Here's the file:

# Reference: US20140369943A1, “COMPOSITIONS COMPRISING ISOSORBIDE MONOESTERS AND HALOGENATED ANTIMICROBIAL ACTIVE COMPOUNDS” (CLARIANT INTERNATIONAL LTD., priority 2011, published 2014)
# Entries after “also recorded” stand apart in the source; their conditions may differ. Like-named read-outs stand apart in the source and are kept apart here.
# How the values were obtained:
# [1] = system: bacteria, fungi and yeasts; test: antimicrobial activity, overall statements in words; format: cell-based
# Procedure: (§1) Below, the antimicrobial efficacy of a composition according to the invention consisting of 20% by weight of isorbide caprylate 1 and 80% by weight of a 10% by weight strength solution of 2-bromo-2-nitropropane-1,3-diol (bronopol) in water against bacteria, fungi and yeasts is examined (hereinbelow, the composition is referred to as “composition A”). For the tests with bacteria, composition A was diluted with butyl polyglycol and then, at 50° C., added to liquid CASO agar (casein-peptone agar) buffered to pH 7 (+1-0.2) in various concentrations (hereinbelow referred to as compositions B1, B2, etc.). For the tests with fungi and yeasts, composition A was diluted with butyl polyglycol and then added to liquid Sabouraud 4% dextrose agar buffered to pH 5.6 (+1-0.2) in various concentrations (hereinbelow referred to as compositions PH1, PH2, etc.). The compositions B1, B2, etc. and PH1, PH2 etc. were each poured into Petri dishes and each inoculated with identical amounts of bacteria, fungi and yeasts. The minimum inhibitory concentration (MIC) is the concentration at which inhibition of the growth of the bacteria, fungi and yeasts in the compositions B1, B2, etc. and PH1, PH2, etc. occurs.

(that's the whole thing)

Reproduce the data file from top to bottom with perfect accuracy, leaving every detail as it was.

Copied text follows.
# Reference: US20140369943A1, “COMPOSITIONS COMPRISING ISOSORBIDE MONOESTERS AND HALOGENATED ANTIMICROBIAL ACTIVE COMPOUNDS” (CLARIANT INTERNATIONAL LTD., priority 2011, published 2014)
# Entries after “also recorded” stand apart in the source; their conditions may differ. Like-named read-outs stand apart in the source and are kept apart here.
# How the values were obtained:
# [1] = system: bacteria, fungi and yeasts; test: antimicrobial activity, overall statements in words; format: cell-based
# Procedure: (§1) Below, the antimicrobial efficacy of a composition according to the invention consisting of 20% by weight of isorbide caprylate 1 and 80% by weight of a 10% by weight strength solution of 2-bromo-2-nitropropane-1,3-diol (bronopol) in water against bacteria, fungi and yeasts is examined (hereinbelow, the composition is referred to as “composition A”). For the tests with bacteria, composition A was diluted with butyl polyglycol and then, at 50° C., added to liquid CASO agar (casein-peptone agar) buffered to pH 7 (+1-0.2) in various concentrations (hereinbelow referred to as compositions B1, B2, etc.). For the tests with fungi and yeasts, composition A was diluted with butyl polyglycol and then added to liquid Sabouraud 4% dextrose agar buffered to pH 5.6 (+1-0.2) in various concentrations (hereinbelow referred to as compositions PH1, PH2, etc.). The compositions B1, B2, etc. and PH1, PH2 etc. were each poured into Petri dishes and each inoculated with identical amounts of bacteria, fungi and yeasts. The minimum inhibitory concentration (MIC) is the concentration at which inhibition of the growth of the bacteria, fungi and yeasts in the compositions B1, B2, etc. and PH1, PH2, etc. occurs.